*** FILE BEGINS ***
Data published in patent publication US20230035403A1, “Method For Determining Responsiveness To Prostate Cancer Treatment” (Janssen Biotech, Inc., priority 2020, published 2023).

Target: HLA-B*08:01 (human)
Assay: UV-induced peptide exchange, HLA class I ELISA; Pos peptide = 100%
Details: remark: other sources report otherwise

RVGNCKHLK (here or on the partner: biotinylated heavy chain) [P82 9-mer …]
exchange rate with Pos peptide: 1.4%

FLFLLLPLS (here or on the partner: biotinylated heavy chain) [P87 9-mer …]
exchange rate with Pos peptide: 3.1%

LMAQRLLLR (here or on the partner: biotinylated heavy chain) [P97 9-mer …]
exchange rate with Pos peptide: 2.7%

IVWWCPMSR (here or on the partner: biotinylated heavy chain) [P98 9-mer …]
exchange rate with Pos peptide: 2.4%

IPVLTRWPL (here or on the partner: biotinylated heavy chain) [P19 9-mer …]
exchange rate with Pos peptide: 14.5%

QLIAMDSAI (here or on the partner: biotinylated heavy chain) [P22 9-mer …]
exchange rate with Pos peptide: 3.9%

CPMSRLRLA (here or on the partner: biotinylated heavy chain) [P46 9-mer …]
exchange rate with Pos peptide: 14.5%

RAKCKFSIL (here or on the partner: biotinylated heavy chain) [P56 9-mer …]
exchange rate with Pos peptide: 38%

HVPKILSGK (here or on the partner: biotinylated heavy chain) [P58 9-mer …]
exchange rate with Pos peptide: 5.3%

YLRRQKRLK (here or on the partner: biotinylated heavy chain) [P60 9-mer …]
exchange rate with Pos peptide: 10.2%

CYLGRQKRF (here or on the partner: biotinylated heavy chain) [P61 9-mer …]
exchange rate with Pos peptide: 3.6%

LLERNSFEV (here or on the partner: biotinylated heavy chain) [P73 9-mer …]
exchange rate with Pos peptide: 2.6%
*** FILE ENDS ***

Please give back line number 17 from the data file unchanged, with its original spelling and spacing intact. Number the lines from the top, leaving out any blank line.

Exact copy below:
CPMSRLRLA (here or on the partner: biotinylated heavy chain) [P46 9-mer …]